responsible for implementing the Department’s national strategies in combating computer and intellectual property crimes worldwide. CCIPS prevents, investigates, and prosecutes computer crimes by working with other government agencies, the private sector, academic institutions, and foreign counterparts. Section attorneys work to improve the domestic and international infrastructure-legal, technological, and operational-to pursue network criminals most effectively. The Section’s enforcement responsibilities against intellectual property crimes are similarly multi-faceted. Intellectual Property (IP) has become one of the principal U.S. economic engines, and the nation is a target of choice for thieves of material protected by copyright, trademark, or trade-secret designation. In pursuing all these goals, CCIPS attorneys regularly run complex investigations, resolve unique legal and investigative issues raised by emerging computer and telecommunications technologies; litigate cases; provide litigation support to other prosecutors; train federal, state, and local law enforcement personnel; comment on and propose legislation; and initiate and participate in international efforts to combat computer and intellectual property crime (The United States Department of Justice).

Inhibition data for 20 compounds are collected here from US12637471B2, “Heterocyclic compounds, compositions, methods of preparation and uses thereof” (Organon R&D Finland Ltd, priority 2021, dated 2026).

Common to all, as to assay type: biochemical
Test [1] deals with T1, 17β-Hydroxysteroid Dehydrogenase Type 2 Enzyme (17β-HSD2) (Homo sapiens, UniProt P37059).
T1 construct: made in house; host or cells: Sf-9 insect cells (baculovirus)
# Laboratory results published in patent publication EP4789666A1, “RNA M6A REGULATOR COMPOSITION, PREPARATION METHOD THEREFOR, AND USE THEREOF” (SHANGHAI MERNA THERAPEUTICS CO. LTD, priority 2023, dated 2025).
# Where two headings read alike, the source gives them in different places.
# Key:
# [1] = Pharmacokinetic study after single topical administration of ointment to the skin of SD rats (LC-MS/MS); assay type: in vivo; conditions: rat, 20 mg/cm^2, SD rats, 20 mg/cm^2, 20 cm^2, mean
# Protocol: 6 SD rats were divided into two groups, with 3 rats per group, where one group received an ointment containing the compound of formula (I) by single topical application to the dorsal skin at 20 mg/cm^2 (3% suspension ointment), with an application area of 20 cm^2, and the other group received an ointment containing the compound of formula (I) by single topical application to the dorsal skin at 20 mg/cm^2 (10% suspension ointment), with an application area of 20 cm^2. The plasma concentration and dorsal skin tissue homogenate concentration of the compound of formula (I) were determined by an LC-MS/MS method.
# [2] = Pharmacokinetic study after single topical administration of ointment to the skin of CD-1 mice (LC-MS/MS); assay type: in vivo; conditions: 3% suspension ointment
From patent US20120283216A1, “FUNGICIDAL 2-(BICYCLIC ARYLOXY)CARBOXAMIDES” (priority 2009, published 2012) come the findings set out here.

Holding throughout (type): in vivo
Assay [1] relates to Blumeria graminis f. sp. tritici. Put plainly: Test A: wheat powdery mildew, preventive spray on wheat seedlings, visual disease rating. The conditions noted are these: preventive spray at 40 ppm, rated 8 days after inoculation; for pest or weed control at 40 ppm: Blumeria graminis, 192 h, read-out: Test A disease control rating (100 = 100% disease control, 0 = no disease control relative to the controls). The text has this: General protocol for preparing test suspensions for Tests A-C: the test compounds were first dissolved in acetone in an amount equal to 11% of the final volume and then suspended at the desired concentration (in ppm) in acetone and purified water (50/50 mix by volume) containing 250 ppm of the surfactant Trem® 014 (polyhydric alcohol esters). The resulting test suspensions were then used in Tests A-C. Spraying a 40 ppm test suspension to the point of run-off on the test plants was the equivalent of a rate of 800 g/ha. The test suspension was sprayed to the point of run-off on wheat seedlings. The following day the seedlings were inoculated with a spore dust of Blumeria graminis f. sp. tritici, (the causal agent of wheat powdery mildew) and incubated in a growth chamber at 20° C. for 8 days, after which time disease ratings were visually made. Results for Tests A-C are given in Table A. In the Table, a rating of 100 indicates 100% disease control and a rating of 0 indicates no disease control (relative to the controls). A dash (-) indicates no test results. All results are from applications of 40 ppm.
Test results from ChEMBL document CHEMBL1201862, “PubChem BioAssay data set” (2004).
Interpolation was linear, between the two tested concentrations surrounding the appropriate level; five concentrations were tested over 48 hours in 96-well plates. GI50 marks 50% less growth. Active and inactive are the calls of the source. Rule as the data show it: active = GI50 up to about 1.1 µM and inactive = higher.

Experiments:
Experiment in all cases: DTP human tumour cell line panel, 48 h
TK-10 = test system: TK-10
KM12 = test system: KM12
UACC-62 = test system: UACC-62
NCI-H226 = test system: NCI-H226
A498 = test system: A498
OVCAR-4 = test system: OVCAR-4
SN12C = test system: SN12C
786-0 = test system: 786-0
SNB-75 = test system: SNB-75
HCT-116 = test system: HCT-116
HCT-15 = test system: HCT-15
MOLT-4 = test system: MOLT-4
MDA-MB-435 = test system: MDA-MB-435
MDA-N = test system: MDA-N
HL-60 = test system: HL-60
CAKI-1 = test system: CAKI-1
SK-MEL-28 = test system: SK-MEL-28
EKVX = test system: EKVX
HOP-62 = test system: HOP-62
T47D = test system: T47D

Here in the Philippines, we also have Republic Act 10175 also known as the Cybercrime Law. But in the wake of passing such law, a lot of netizens rose in outrage at what they consider as containing reperssive and contentious. This brought forth an action by the netizens to call for a Magna Carta for Internte Freedom. In the artilce of Galla,